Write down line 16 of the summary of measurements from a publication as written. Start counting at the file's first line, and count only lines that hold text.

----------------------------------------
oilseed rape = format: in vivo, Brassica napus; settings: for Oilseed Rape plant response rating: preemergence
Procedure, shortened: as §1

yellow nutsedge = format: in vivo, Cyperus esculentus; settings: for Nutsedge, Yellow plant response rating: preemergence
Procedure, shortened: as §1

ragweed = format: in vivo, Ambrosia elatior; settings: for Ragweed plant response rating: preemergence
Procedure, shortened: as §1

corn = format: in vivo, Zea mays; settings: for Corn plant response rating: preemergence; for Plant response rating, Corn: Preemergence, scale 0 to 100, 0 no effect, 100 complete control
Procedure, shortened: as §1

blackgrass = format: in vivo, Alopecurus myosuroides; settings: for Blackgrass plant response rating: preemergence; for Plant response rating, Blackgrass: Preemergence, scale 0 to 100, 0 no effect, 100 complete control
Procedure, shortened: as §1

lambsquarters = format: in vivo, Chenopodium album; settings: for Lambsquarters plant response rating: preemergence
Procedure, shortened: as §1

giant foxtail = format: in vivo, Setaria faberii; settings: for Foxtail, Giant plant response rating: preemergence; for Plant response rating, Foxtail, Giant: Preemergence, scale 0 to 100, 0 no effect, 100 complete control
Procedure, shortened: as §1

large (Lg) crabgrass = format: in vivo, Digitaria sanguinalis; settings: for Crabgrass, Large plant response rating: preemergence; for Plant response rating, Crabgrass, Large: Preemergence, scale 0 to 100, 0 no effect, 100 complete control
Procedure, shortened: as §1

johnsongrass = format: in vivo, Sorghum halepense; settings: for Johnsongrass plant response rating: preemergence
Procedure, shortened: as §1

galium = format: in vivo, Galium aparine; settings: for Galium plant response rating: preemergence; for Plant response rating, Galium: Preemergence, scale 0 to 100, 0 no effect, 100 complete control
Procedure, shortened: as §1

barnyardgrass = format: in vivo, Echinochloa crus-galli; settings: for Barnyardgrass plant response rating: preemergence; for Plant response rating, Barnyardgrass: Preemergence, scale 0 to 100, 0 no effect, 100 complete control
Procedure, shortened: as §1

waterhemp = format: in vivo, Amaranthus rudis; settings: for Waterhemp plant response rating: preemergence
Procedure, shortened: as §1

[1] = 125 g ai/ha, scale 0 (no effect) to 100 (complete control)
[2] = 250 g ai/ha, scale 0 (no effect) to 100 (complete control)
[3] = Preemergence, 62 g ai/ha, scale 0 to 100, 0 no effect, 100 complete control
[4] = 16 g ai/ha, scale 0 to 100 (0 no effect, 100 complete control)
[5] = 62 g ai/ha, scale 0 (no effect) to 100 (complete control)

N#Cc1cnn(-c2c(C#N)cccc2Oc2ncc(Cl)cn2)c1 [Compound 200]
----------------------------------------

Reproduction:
Procedure, shortened: as §1